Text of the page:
So the only countries where the pro-EU forces are not expected to weaken are the Baltic states, Slovenia, Luxembourg, and – shockingly enough – Czechia, my homeland that would be viewed as the ultimate headquarters of Euroskepticism. It's plausible that all the Czech seats will go to the pro-Brussels alliance. Hájek discusses what he dislikes about center-right mildly Euroskeptical ODS (founded by Klaus in the early 1990s) and the Party of Free Citizens (SSO).
And this is the other topic I want to mention. Some articles at the Counterstream as well as the SSO website and Klaus.cz personal server have revealed quite some tension between two groups that you could call "groups very close to ex-president Klaus". The Counterstream around Hájek perhaps represents the most accurate Czech counterpart of the Christian Right in the U.S. He's a Christian, an enthusiastic creationist (I've had a journal exchange about the origin of life with him sometime in 2009 or so). Well, he is also a truther of a sort and believes interesting things. But more generally, he – and some people around him – is socially conservative, especially when it comes to the topics like gay marriage, protection of national interests, and so on.
The Party of Free Citizens recently mildly defended gay marriage and they say that they prefer "not to talk about the nation which is too big a word for them" and many other statements like that have been said that made the tension – and some angry reactions – unavoidable. Just to be sure, I have as mixed feelings about these questions as you can get. Ladislav Jakl, a Klaus aide (former and probably current), tried to become the peacemaker, too.
You could say that it's surprising that people that were (and, largely, are) so close to Klaus will have so different opinions about questions they consider so important. To explain the apparent paradox, I would probably say that Klaus is about as ambiguous about these matters as your humble correspondent and he was always able to reconcile the "classical conservatives similar to America's Christian Right" with the "atheist, secular, modern, slightly progressive anti-government Libertarians". I am probably closer to the second group but it's not clear enough for me to endorse them. Hájek has criticized SSO as left-wingers who shouldn't call themselves right-wingers and who are threatening some values of our civilization etc. etc. Mr Pajonk of SSO wrote about their party's being attacked from the right and about its ability to lead all the Euroskeptics in the EU elections. (They got a respectable 2.5% in the latest national polls, almost enough to think about the possibility that our votes don't have to be lost next time.)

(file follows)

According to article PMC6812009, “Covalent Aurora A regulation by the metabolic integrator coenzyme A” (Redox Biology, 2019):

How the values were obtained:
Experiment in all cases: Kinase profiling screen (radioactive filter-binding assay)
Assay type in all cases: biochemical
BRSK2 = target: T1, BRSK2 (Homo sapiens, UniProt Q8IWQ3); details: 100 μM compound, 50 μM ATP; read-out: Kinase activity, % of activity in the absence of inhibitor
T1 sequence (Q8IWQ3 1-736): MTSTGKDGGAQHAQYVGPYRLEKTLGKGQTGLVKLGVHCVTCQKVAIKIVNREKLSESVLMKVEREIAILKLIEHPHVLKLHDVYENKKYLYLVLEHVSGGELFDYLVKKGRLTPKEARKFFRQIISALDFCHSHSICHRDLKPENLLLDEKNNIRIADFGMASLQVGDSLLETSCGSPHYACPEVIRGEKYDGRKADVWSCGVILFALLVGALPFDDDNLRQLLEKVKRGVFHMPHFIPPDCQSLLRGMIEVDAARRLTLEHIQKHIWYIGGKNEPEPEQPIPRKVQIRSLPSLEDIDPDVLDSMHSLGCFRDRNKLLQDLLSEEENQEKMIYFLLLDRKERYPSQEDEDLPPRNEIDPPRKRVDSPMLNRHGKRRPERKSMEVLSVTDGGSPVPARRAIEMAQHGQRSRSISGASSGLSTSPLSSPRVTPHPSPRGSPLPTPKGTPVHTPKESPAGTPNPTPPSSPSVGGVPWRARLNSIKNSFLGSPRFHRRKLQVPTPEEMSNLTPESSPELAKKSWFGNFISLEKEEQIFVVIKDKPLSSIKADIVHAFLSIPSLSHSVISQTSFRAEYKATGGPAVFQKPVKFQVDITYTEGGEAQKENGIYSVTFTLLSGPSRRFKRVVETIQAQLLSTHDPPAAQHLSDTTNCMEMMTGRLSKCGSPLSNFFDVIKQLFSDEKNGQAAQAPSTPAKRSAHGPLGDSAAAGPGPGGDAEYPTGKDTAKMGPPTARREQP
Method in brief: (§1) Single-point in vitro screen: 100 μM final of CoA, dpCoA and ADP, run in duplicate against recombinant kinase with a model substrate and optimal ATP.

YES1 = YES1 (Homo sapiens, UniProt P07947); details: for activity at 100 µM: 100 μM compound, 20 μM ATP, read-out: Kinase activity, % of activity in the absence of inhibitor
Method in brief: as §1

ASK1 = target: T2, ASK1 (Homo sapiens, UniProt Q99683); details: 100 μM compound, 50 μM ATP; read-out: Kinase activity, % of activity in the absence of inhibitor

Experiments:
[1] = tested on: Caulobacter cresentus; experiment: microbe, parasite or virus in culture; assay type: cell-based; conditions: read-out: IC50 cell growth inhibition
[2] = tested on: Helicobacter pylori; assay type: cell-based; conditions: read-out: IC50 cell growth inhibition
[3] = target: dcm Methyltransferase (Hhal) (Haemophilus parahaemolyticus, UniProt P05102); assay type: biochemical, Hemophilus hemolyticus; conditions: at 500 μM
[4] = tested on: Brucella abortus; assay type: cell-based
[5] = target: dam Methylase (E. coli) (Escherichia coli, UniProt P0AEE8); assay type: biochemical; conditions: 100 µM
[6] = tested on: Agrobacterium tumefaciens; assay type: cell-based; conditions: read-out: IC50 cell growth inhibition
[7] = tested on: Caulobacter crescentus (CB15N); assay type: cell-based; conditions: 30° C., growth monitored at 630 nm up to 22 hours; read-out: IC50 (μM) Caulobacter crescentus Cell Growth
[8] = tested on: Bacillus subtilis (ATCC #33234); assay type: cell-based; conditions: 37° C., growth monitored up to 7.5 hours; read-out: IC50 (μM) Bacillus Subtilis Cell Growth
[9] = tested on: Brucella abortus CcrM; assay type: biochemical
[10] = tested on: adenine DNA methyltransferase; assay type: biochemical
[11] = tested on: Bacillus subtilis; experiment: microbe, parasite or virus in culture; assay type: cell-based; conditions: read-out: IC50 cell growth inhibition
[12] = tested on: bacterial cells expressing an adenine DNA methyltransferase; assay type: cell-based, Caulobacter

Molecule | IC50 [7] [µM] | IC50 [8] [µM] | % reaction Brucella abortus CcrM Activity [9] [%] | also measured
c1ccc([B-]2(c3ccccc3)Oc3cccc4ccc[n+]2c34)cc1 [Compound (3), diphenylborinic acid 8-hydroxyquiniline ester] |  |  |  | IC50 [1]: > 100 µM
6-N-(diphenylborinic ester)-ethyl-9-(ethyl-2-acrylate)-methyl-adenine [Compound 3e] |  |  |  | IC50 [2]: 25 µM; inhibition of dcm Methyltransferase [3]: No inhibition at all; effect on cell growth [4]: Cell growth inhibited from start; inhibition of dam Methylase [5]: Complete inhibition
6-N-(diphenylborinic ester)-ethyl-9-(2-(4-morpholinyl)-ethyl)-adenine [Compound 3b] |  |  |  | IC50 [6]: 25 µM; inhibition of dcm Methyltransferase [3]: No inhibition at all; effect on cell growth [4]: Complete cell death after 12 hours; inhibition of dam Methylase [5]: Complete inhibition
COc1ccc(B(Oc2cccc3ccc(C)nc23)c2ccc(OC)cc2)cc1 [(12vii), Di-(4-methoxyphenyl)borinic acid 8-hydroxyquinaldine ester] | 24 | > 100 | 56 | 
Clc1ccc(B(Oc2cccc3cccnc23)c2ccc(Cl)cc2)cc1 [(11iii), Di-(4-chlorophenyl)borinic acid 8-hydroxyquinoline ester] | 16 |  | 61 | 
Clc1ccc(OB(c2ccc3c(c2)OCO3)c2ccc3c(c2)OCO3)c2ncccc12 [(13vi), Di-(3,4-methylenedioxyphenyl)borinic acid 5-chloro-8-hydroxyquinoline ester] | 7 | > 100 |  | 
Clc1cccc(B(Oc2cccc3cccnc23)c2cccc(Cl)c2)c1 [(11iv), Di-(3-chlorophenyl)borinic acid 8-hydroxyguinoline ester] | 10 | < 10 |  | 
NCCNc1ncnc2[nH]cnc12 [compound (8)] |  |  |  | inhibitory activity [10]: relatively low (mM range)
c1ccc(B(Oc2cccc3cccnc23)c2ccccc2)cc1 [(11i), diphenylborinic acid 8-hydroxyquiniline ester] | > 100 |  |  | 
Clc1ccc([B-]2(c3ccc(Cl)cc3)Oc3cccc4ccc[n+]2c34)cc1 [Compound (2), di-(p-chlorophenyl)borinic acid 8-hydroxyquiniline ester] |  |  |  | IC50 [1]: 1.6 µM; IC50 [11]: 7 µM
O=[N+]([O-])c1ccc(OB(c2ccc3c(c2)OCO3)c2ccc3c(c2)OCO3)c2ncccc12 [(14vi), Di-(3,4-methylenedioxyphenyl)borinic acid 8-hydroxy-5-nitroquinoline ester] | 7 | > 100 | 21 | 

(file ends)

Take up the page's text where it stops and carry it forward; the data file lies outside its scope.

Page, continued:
Klaus is probably not a religious person in any nontrivial sense – like myself (I don't really believe any particular exact "genuinely Christian story") – but I feel that he is fascinated by Hájek because he feels that there is some sense in which Hájek is more right-wing than Klaus himself and that sounds impressive to Klaus (regardless of the fact that it's possible to agree that many of his idiosyncrasies are symptoms of borderline insanity). OK, that may be describing how I feel ;-) and I may be attributing my feelings to Klaus via projection, but I think that this projection is close to the truth, anyway, so I did mention this theory. ;-) Equally importantly, Klaus has always been a great practician of politics who had to think about the consolidation of close enough political forces and he just didn't spend so much time and didn't produce so many emotions about the differences between those whom he was unifying. His opinions have always been sufficiently inclusive for him to be a major player in the country; but sufficiently special and rare for him not to become another dull average politically correct politician. Because his collaborators are not able to become equally towering figures, they are more affected by the disagreements between the factions (even though, let's admit that the differences between the Libertarians and the Christian Right are substantial).
If the Euronaivism ceased to be "the only allowed, official ideology" at the EU level, it would surely be pleasant but we must understand that such a transformation of Europe wouldn't solve all of the continent's problems and many other issues and concerns would pretty much instantly emerge and strengthen in front of our eyes. To say the least, such a change of the political debate would be refreshing.